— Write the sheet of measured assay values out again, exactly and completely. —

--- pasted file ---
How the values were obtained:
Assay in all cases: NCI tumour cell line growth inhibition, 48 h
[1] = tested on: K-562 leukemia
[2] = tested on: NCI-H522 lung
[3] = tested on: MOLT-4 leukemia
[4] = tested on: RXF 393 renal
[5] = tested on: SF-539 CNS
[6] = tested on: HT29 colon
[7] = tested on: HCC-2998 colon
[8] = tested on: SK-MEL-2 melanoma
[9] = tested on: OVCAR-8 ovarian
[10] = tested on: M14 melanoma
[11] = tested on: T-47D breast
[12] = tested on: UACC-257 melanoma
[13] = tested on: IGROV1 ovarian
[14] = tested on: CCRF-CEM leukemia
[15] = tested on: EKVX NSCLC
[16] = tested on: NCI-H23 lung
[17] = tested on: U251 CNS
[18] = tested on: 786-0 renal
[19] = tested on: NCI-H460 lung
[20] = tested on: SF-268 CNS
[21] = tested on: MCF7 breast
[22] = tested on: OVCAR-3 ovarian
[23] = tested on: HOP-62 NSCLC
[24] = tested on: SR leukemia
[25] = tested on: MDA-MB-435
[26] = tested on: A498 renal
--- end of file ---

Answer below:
How the values were obtained:
Assay in all cases: NCI tumour cell line growth inhibition, 48 h
[1] = tested on: K-562 leukemia
[2] = tested on: NCI-H522 lung
[3] = tested on: MOLT-4 leukemia
[4] = tested on: RXF 393 renal
[5] = tested on: SF-539 CNS
[6] = tested on: HT29 colon
[7] = tested on: HCC-2998 colon
[8] = tested on: SK-MEL-2 melanoma
[9] = tested on: OVCAR-8 ovarian
[10] = tested on: M14 melanoma
[11] = tested on: T-47D breast
[12] = tested on: UACC-257 melanoma
[13] = tested on: IGROV1 ovarian
[14] = tested on: CCRF-CEM leukemia
[15] = tested on: EKVX NSCLC
[16] = tested on: NCI-H23 lung
[17] = tested on: U251 CNS
[18] = tested on: 786-0 renal
[19] = tested on: NCI-H460 lung
[20] = tested on: SF-268 CNS
[21] = tested on: MCF7 breast
[22] = tested on: OVCAR-3 ovarian
[23] = tested on: HOP-62 NSCLC
[24] = tested on: SR leukemia
[25] = tested on: MDA-MB-435
[26] = tested on: A498 renal